In contrast to China, there is much less in Why Nations Fail about India, mostly because of space limitations. Be that as it may, Subramanian’s summary that our theory suggests India should be prosperous isn’t quite right. 

We go to pains in the book to emphasize that electoral democracy isn’t the same as inclusive political institutions. This becomes particularly binding when it comes to India. India has been democratic since its independence, but in the same way that regular elections since 1929 don’t make Mexico under PRI control an inclusive society, Congress-dominated democratic politics of India doesn’t make India inclusive. Perhaps it’s then no surprise that major economic reforms in India started when the Congress Party faced serious political competition. In fact, the quality of democracy in India remains very low. Politics has not only been  dominated by the Congress party but continues to be highly patrimonial, and as we have been discussing recently, this sort of patrimonialism militates against the provision of public goods. Recent research by Toke Aidt, Miriam Golden and Devesh Tiwari (“Incumbents and Criminals in the Indian National Legislature”) shows there are other very problematic aspects of the Indian democratic system: a quarter of the members of the Lok Sabha, the Indian legislature, have faced criminal charges, but alarmingly, such politicians are more likely to be re-elected than those without criminal charges, reflecting the fact that Indian democracy is far from being an inclusive ideal.

What’s more, blaming India’s poverty on its democratic recent past, as Subramanian seems to do, is probably more than a little unfair. After all, India has been growing since independence even if the growth rate was disappointing for the first three decades, and it seems to have largely stagnated during British colonialism as Tirthankar Roy shows in The Economic History of India, 1857-1947.

All of this is not to say that the extractive-inclusive distinction captures the richness of politics and economics in China and India. In both cases, as in most other instances, more detailed analyses of political dynamics and economic origins of growth need to be conducted to gain a more satisfactory picture. But nor is it the case that India’s relative poverty and China’s recent economic surge disprove or even challenge our theory.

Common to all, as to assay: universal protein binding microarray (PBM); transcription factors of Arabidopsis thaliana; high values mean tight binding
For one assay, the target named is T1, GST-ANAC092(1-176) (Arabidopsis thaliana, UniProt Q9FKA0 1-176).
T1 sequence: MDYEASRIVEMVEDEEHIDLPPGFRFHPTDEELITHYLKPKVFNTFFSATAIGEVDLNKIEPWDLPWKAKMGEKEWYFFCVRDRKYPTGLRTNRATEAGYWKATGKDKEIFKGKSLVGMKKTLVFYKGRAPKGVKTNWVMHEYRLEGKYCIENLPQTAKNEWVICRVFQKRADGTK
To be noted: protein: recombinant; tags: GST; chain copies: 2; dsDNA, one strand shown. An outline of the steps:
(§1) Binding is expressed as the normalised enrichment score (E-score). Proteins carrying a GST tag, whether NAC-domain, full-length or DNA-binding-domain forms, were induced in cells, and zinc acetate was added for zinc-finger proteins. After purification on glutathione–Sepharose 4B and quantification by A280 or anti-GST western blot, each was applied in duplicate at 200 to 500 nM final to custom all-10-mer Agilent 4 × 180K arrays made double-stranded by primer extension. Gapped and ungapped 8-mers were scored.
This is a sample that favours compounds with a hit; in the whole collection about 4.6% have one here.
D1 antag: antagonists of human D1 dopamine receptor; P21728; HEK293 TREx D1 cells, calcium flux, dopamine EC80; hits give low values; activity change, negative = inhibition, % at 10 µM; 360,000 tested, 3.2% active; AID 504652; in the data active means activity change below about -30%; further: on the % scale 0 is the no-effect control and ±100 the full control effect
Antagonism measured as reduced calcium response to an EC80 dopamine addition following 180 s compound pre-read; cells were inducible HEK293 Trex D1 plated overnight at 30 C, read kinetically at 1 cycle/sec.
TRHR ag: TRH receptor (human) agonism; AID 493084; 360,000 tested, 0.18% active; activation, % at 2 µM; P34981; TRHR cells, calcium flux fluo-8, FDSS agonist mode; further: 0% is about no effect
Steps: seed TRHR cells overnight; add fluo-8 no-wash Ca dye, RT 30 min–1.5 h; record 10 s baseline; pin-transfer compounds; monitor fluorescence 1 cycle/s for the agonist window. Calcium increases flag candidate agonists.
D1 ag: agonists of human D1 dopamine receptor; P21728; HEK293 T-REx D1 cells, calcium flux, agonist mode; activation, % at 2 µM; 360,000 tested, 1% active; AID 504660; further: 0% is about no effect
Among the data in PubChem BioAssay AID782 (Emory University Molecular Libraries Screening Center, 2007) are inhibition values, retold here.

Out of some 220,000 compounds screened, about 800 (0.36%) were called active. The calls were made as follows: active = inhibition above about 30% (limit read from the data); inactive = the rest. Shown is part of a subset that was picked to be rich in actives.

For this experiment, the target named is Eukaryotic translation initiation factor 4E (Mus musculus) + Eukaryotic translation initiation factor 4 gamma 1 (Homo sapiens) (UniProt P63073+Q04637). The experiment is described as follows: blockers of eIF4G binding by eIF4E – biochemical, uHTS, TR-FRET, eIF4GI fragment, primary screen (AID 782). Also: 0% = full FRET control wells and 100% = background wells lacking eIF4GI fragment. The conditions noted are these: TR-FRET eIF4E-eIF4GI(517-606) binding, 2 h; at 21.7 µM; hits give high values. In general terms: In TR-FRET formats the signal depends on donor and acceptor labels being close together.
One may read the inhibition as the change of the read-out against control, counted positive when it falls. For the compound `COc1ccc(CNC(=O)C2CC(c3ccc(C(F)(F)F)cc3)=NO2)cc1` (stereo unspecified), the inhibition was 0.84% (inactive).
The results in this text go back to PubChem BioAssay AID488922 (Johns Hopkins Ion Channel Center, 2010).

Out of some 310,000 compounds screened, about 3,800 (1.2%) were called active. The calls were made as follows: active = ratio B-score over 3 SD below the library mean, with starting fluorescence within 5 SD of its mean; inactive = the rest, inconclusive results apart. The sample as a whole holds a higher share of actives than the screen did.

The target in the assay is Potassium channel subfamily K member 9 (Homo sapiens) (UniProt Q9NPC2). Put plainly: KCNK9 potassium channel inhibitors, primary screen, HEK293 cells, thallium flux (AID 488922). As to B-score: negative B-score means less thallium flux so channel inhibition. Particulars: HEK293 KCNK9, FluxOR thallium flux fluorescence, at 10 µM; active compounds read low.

The Transition to Programmatic Politics

In our last post, we discussed the political attraction of patronage politics to leaders bent on clinging to power or self-enrichment. But then, how is it ever possible to get a transition towards more inclusive, “programmatic,” politics?

Martin Shefter, whose work we discussed in our previous post, suggested some circumstances that made such a transition feasible. He distinguished between two types of political parties, those that were “externally mobilized” and those that were “internally mobilized”. Internally mobilized parties are those that emerge from inside a political system like the Liberal and Conservative parties in Britain. Externally mobilized parties are those that form outside of the political system, such as the Labour Party in Britain which came from the trade union movement. (There are of course hybrid cases where a movement mobilized outside the system strongly influences or even takes over established parties, similar to what happened with the Progressives heavily influencing the platforms of both the Democrats and Republicans, as we discussed in Chapter 11 of Why Nations Fail, and in this paper).

We have already met another example of such a party, the MAS (Movement Towards Socialism) in Bolivia (see here and here). Another good example which we discuss in the last chapter of Why Nations Fail is the PT (Workers Party) of Brazil. Both of these parties were started by trade unions and social groups previously uninvolved in formal politics, but decided to mobilize to influence politics.

Shefter argued that one can expect a transition from patronage to programmatic politics precisely when an externally mobilized party organizes and becomes influential (perhaps even winning power). There is a very good reason for this: the main spigots of patronage are government jobs and contracts, which, by definition, externally mobilized parties do not have access to (recent work by Horacio Larreguy provides evidence from Mexico supporting the idea that patronage politics is strongly linked to the control of government resources). Instead, these externally mobilized parties have to mobilize their supporters by ideological and universal appeals. Shefter suggests that once they adopt this strategy, they stick to it.